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Rev. Sun Myung Moon, Founder Of Unification Church, Dies

Rev. Sun Myung Moon, the founder of the Unification Church, has died in South Korea. He was 92.

The Associated Press is reporting that Moon died Monday at a church-owned hospital near his home in Gapyeong, northeast of Seoul. He had been hospitalized two weeks ago with pneumonia. The Washington Times, the newspaper founded by Moon, said he died just before 2 a.m. local time Monday from complications of pneumonia.

NPR's Barbara Bradley Hagerty has reported on Moon's legacy.

Here's what she says:

"Moon began focusing on his central mission: creating families. He presided over mass wedding ceremonies, joining tens of thousands of couples at a time. Moon would often match people who had never met before the ceremony.

Moon was determined to spread his influence beyond religion. He became active in conservative politics. He took out full-page ads defending President Nixon during Watergate. He bought a gun manufacturer. He started universities and founded The Washington Times in 1982."

Moon's Unification Church says it has millions of members worldwide, but as NPR's Hagerty reported in February 2010, no one knows the exact numbers. In the U.S., estimates range from 15,000 to 25,000.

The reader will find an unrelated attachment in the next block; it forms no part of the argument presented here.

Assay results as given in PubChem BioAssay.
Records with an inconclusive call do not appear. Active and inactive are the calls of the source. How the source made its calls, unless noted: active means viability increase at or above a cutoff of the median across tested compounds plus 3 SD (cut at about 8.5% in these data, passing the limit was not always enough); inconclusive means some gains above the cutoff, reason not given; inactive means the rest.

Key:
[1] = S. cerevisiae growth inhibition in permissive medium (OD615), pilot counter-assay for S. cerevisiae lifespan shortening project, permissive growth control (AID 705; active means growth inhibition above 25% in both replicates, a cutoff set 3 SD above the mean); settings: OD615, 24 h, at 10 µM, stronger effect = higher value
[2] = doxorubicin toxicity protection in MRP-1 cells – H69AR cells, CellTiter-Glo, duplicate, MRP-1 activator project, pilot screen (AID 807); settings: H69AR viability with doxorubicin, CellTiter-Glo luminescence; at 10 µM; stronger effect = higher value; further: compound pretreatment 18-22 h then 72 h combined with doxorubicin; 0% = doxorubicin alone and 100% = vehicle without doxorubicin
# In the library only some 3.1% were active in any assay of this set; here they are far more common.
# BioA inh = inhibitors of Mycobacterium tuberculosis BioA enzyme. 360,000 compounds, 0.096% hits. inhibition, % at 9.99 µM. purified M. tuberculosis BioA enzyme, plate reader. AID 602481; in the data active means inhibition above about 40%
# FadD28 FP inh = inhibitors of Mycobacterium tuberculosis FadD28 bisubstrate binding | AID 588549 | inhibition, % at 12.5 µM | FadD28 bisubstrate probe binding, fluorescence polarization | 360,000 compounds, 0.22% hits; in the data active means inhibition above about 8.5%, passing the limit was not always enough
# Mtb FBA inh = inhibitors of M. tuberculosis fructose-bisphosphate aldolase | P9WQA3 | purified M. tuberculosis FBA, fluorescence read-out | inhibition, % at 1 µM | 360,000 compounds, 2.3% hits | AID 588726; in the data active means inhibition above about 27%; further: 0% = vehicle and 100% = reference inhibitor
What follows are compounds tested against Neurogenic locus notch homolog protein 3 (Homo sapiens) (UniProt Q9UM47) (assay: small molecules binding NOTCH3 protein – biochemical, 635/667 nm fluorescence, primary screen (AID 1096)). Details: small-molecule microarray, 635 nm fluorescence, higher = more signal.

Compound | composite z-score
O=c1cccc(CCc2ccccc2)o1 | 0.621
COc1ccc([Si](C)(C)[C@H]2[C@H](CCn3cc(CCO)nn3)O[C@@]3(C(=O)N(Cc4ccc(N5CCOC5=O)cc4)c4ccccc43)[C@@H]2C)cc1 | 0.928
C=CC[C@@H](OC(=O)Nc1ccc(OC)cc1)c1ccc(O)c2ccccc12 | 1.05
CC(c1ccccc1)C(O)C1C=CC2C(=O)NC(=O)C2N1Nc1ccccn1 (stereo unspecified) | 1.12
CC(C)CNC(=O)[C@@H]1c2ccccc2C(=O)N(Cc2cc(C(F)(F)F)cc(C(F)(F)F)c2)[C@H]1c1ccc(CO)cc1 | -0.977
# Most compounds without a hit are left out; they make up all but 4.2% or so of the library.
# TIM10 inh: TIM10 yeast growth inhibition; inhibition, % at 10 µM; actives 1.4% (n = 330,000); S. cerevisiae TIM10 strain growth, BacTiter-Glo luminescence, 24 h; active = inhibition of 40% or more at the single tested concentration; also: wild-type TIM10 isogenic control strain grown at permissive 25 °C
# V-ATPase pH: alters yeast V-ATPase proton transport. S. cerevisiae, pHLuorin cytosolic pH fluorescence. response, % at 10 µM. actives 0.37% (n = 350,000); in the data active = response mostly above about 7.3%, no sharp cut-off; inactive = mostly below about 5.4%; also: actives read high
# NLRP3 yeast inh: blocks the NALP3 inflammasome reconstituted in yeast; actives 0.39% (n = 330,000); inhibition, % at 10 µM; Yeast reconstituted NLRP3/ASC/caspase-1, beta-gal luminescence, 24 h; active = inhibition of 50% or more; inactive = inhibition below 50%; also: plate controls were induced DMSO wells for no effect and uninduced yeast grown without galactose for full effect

Here's more from that story, which details the church's efforts to woo a second generation of believers:

"The young believers at the marriage workshop wear this history as a badge of honor. Sure, they know some people view their church as a cult, and they bristle at the term 'Moonie.' They know their parents were ostracized — and some deprogrammed — for following their Korean Messiah."

Update at 5:37 p.m.

A message on the Unification Church's Washington, D.C., offices said: "Our founder, the Rev. Dr. Sun Myung Moon has just transition to the spirit world. We are preparing services for the next few days. We will be contacting members by e-mail."

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Krishnadev Calamur is NPR's deputy Washington editor. In this role, he helps oversee planning of the Washington desk's news coverage. He also edits NPR's Supreme Court coverage. Previously, Calamur was an editor and staff writer at The Atlantic. This is his second stint at NPR, having previously worked on NPR's website from 2008-15. Calamur received an M.A. in journalism from the University of Missouri.
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